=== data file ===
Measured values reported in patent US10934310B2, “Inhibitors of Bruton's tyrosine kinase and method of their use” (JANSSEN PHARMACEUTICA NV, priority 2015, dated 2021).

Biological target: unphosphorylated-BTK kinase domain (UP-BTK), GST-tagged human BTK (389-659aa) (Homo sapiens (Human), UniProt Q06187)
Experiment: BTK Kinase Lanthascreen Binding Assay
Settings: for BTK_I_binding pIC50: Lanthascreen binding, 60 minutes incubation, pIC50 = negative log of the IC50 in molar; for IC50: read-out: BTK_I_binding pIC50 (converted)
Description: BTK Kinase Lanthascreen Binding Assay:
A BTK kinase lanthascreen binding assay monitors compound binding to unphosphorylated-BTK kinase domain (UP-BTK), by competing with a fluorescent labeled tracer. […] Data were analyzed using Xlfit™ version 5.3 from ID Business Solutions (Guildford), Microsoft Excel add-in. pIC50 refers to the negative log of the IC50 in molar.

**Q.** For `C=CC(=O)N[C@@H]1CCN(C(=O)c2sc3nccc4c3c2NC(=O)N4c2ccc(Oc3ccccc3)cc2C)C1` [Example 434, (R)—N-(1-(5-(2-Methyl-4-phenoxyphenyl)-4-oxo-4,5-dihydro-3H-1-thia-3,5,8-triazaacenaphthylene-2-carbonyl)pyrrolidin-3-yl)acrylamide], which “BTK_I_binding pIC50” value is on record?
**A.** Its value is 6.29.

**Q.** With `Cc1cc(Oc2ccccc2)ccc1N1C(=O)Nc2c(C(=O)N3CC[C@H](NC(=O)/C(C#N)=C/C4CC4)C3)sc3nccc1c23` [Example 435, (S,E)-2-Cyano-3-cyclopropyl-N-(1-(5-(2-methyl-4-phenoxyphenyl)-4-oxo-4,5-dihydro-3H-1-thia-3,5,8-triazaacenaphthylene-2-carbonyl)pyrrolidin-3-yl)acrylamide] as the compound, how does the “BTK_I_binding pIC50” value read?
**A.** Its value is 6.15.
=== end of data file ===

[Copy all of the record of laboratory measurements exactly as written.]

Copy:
Measured values reported in patent US10934310B2, “Inhibitors of Bruton's tyrosine kinase and method of their use” (JANSSEN PHARMACEUTICA NV, priority 2015, dated 2021).

Biological target: unphosphorylated-BTK kinase domain (UP-BTK), GST-tagged human BTK (389-659aa) (Homo sapiens (Human), UniProt Q06187)
Experiment: BTK Kinase Lanthascreen Binding Assay
Settings: for BTK_I_binding pIC50: Lanthascreen binding, 60 minutes incubation, pIC50 = negative log of the IC50 in molar; for IC50: read-out: BTK_I_binding pIC50 (converted)
Description: BTK Kinase Lanthascreen Binding Assay:
A BTK kinase lanthascreen binding assay monitors compound binding to unphosphorylated-BTK kinase domain (UP-BTK), by competing with a fluorescent labeled tracer. […] Data were analyzed using Xlfit™ version 5.3 from ID Business Solutions (Guildford), Microsoft Excel add-in. pIC50 refers to the negative log of the IC50 in molar.

**Q.** For `C=CC(=O)N[C@@H]1CCN(C(=O)c2sc3nccc4c3c2NC(=O)N4c2ccc(Oc3ccccc3)cc2C)C1` [Example 434, (R)—N-(1-(5-(2-Methyl-4-phenoxyphenyl)-4-oxo-4,5-dihydro-3H-1-thia-3,5,8-triazaacenaphthylene-2-carbonyl)pyrrolidin-3-yl)acrylamide], which “BTK_I_binding pIC50” value is on record?
**A.** Its value is 6.29.

**Q.** With `Cc1cc(Oc2ccccc2)ccc1N1C(=O)Nc2c(C(=O)N3CC[C@H](NC(=O)/C(C#N)=C/C4CC4)C3)sc3nccc1c23` [Example 435, (S,E)-2-Cyano-3-cyclopropyl-N-(1-(5-(2-methyl-4-phenoxyphenyl)-4-oxo-4,5-dihydro-3H-1-thia-3,5,8-triazaacenaphthylene-2-carbonyl)pyrrolidin-3-yl)acrylamide] as the compound, how does the “BTK_I_binding pIC50” value read?
**A.** Its value is 6.15.